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Cuomo: New Yorkers to get paid sick day if COVID vaccine makes them miss work

On Thursday, Gov. Andrew M. Cuomo said people who

On Thursday, Gov. Andrew M. Cuomo said people who missed a day of work because of side effects from the COVID-19 vaccine must receive a paid sick day from their employer. Credit: NY Governor's Office

This story was reported by Daysi Calavia-Robertson, Matthew Chayes, Lisa L. Colangelo and Bart Jones. It was written by Jones.

People who miss a day of work because of side effects from the COVID-19 vaccine must under law receive a paid day off from their employers, Gov. Andrew M. Cuomo announced Thursday.

The governor said he will be issuing the guidance because of fears among some people that they will miss work — and not get paid — if they experience side effects. Cuomo said many people for that reason are not getting the vaccine shots.

"If someone has side effects and they take off a day, that by law will be considered a paid sick leave day," he said at a news conference in Manhattan.

In a separate statement, his office said "any necessary recovery period from the COVID-19 vaccine is covered under the state's Paid Sick Leave Law."

Cuomo said a recent survey by the Kaiser Family Foundation indicated that 48% of unvaccinated Americans are worried about losing a day of work after they get the shot.

He downplayed the potential of suffering side effects, even though some people feel substantially weak or have flu-like symptoms after getting vaccinated.

"I don’t know anyone, frankly, who couldn’t go to work the next day because of the side effects of the vaccine," he said. "But if that’s an issue for you, that issue is resolved. You won’t miss a day’s pay because of getting a vaccine."

Elizabeth Wellington, co-owner of trucking business Wellie the Transporter in Elmont, and deputy director of the Long Island African-American Chamber of Commerce, said she can understand why sick leave may be necessary. Wellington, who employs three people, said she felt "under the weather" after getting the second dose of her COVID-19 shot.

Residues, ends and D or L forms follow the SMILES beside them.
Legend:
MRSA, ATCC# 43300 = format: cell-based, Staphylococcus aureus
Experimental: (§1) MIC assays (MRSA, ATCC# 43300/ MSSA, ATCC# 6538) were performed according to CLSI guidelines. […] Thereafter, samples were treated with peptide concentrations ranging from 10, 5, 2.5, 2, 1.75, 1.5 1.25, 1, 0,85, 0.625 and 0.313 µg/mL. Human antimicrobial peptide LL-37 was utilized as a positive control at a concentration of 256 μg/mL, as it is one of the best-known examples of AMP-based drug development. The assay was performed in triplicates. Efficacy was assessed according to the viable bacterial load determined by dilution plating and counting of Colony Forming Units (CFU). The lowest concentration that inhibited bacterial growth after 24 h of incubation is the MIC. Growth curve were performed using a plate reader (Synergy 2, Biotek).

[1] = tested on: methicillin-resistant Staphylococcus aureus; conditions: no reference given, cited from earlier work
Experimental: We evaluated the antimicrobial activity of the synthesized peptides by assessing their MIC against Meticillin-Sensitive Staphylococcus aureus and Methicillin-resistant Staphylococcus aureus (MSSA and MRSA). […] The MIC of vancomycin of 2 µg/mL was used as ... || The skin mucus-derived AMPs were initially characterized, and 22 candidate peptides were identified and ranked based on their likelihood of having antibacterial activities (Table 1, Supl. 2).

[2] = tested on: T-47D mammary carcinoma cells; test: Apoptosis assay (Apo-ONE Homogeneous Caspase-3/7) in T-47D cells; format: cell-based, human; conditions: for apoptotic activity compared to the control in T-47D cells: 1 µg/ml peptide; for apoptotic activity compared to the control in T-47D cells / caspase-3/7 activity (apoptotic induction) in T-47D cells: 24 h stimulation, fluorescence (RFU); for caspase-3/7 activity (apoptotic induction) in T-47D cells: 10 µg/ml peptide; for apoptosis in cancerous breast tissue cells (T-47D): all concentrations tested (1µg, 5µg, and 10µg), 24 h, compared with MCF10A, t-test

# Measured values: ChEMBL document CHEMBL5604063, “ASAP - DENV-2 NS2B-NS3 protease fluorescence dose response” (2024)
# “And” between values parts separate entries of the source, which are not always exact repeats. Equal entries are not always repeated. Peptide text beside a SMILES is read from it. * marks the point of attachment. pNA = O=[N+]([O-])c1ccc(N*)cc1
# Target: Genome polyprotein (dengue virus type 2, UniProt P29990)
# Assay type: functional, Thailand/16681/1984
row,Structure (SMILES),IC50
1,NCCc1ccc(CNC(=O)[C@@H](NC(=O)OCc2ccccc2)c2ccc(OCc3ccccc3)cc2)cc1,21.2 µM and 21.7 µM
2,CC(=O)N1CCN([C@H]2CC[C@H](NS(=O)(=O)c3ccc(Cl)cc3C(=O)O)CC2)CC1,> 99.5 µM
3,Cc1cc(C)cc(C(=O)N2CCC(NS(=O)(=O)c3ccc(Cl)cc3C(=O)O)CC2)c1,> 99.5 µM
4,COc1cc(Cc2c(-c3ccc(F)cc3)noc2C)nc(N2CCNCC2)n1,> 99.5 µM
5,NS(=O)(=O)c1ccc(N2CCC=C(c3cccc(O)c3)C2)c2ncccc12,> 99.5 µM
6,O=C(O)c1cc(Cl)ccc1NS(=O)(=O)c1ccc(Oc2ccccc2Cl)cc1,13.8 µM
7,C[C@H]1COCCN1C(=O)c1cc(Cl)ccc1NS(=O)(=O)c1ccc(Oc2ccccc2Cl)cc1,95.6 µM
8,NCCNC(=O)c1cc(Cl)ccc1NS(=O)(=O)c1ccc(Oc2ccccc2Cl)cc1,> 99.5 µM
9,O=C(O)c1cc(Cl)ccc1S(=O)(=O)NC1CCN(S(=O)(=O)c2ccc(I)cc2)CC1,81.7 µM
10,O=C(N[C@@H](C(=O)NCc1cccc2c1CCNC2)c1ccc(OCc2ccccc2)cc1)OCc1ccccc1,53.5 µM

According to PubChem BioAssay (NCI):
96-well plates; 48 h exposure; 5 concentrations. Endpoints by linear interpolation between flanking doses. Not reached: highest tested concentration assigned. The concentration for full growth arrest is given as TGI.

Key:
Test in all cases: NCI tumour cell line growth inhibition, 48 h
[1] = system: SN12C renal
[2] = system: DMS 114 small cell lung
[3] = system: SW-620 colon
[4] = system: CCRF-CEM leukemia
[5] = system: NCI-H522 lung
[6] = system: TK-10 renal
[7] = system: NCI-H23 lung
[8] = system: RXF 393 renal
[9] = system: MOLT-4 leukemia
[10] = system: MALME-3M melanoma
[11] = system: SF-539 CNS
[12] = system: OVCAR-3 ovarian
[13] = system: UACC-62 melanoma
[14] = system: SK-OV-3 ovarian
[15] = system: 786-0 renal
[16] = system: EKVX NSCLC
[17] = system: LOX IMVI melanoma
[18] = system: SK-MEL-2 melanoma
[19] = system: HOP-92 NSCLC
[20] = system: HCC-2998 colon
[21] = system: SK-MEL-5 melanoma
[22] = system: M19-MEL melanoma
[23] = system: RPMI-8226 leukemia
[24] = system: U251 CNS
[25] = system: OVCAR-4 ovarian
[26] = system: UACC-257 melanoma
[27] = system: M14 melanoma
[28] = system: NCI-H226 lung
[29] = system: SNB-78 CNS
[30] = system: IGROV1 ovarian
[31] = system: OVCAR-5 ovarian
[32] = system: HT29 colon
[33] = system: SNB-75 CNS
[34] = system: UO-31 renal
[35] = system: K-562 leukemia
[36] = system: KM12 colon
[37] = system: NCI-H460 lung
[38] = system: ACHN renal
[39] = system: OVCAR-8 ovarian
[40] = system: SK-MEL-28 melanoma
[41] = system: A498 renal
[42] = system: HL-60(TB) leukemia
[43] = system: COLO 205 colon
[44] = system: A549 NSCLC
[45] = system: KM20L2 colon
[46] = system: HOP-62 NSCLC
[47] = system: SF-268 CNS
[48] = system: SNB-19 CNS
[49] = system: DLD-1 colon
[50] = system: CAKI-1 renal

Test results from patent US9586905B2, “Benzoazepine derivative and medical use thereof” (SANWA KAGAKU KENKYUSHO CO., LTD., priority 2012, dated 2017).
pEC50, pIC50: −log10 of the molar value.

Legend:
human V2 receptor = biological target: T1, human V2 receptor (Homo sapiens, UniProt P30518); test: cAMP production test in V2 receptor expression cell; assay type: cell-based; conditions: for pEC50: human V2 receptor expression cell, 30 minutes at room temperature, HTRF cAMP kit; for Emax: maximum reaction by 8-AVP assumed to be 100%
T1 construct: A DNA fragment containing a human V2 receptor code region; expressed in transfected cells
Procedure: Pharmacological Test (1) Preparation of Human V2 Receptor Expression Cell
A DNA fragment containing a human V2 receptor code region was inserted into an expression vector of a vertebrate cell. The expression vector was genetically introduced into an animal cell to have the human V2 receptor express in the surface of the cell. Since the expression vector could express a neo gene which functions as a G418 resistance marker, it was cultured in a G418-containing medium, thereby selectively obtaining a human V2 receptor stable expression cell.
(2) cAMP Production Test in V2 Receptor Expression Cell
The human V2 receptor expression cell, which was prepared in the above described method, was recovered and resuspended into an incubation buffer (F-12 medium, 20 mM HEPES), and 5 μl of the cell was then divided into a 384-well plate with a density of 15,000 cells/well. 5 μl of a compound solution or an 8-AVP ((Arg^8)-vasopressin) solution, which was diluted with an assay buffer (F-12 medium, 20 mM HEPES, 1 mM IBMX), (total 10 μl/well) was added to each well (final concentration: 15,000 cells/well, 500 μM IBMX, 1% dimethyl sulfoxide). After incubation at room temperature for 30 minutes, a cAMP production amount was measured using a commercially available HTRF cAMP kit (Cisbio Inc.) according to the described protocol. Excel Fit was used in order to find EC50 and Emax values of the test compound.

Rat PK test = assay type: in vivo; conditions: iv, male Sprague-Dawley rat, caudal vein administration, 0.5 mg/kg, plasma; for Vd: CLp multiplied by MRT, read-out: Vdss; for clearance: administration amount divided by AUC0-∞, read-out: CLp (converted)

"If your employee gets sick after receiving the COVID vaccine, the right thing to do is to pay them for the day," Wellington said. "I strongly support the governor’s measure. In my eyes, it’s about being compassionate."

Cuomo announced the sick leave requirement as the rate of New Yorkers getting vaccinated has significantly dropped in the last few weeks, following a major rush when the vaccines first became widely available at the start of the year.

He compared it to the grind of gaining a few yards on offense in a football game.

The paid sick day is one of many measures the state is taking to try to increase the number of people vaccinated, from chances at winning money in the state lottery to winning a free four-year full ride to a SUNY or CUNY college.

Along those lines, CVS Pharmacy announced Thursday it will offer people who receive the COVID-19 vaccine at its stores and other locations a chance to win prizes through a sweepstakes program that starts June 1.

Prizes range from cash awards of $5,000 for family reunions to tickets to the Super Bowl LVI and seven-day cruises, CVS officials said. The weekly drawings will last for six weeks.

People are eligible if they get the vaccines at a CVS Pharmacy retail location, employer-based Return Ready clinic or long-term care facility.

Declining virus trend continues

While the vaccination rate is slowing, other COVID-19 indicators in the state are continuing a promising trend, Cuomo said Thursday.

The statewide daily average of positive results from 162,450 tests was 0.65%, the lowest since Aug. 27, state data released Thursday showed.

The seven-day average was 0.81% statewide, 0.67% on Long Island, and 0.62% in New York City.

The number of new confirmed coronavirus cases was 55 in Nassau County, 72 in Suffolk County, and 424 in New York City.

Statewide, 10 people died Wednesday of causes related to the virus, the lowest figure since Oct. 30, he said. None were on Long Island.

Still, the deaths showed the virus is still here and remains deadly, he said.

County Executive Laura Curran said Thursday that Nassau has gone one week without any deaths from the virus.

"This is a major milestone in our county’s recovery from a once-in-a-lifetime crisis, and I want to thank our residents for the hard work and sacrifice that got us to this point," she said.

Part of the reason for declining deaths is that 74% of adults over age 18 in Nassau have received at least one vaccine dose, she said.

NYC homebound program expanding

New York City personnel have administered vaccines for the virus to 9,000 homebound New Yorkers, in addition to 3,000 family and caregivers of those homebound people, Mayor Bill de Blasio said Thursday.

The program began in March and initially involved the one-shot Johnson & Johnson but later added the two-shot options after a brief, nationwide suspension of the Johnson vaccine's use over a rare clotting disorder. The Pfizer-BioNTech and Moderna vaccines are given in two doses, spaced weeks apart.

He said the city’s program, involving the New York City Fire Department administering the shots, is expanding to include anyone 75 and older or who is disabled.

De Blasio also said that vaccine buses would be at area beaches and other population venues, such as Governors Island, for Memorial Day.

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